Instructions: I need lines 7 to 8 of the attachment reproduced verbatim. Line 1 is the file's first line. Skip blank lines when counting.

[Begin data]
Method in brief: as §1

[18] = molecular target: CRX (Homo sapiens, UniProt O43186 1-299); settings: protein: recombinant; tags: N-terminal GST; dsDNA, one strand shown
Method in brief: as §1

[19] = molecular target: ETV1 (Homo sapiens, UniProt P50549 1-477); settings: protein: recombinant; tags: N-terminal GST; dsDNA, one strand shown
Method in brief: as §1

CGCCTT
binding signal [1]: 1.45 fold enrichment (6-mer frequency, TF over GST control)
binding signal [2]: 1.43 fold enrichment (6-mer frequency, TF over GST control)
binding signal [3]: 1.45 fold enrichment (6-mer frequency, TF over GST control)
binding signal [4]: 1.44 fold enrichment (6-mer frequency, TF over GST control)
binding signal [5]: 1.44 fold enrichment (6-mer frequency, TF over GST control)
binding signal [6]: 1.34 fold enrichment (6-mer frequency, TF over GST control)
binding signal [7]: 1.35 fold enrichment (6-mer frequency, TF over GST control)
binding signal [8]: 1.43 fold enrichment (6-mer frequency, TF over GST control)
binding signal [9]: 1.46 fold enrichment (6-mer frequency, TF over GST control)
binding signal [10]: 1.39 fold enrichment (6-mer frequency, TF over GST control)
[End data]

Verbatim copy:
binding signal [1]: 1.45 fold enrichment (6-mer frequency, TF over GST control)
binding signal [2]: 1.43 fold enrichment (6-mer frequency, TF over GST control)